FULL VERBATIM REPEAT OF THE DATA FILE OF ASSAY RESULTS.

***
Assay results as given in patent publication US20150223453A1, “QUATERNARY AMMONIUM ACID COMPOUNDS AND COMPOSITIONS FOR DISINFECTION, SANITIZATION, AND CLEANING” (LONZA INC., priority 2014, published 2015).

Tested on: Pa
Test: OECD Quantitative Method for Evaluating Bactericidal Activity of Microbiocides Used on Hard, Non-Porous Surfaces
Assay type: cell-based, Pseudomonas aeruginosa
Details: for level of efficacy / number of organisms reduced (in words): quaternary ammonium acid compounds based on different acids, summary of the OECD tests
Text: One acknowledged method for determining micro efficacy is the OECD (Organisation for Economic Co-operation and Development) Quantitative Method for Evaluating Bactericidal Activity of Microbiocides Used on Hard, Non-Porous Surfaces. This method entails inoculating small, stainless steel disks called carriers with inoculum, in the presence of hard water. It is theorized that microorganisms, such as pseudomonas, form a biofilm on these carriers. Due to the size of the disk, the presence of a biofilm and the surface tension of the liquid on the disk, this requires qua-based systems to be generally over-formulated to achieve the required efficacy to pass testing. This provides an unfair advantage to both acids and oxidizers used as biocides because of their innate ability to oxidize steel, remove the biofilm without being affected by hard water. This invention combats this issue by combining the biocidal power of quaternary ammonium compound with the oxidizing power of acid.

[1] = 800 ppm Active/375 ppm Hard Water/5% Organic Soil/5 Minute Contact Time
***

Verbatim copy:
Assay results as given in patent publication US20150223453A1, “QUATERNARY AMMONIUM ACID COMPOUNDS AND COMPOSITIONS FOR DISINFECTION, SANITIZATION, AND CLEANING” (LONZA INC., priority 2014, published 2015).

Tested on: Pa
Test: OECD Quantitative Method for Evaluating Bactericidal Activity of Microbiocides Used on Hard, Non-Porous Surfaces
Assay type: cell-based, Pseudomonas aeruginosa
Details: for level of efficacy / number of organisms reduced (in words): quaternary ammonium acid compounds based on different acids, summary of the OECD tests
Text: One acknowledged method for determining micro efficacy is the OECD (Organisation for Economic Co-operation and Development) Quantitative Method for Evaluating Bactericidal Activity of Microbiocides Used on Hard, Non-Porous Surfaces. This method entails inoculating small, stainless steel disks called carriers with inoculum, in the presence of hard water. It is theorized that microorganisms, such as pseudomonas, form a biofilm on these carriers. Due to the size of the disk, the presence of a biofilm and the surface tension of the liquid on the disk, this requires qua-based systems to be generally over-formulated to achieve the required efficacy to pass testing. This provides an unfair advantage to both acids and oxidizers used as biocides because of their innate ability to oxidize steel, remove the biofilm without being affected by hard water. This invention combats this issue by combining the biocidal power of quaternary ammonium compound with the oxidizing power of acid.

[1] = 800 ppm Active/375 ppm Hard Water/5% Organic Soil/5 Minute Contact Time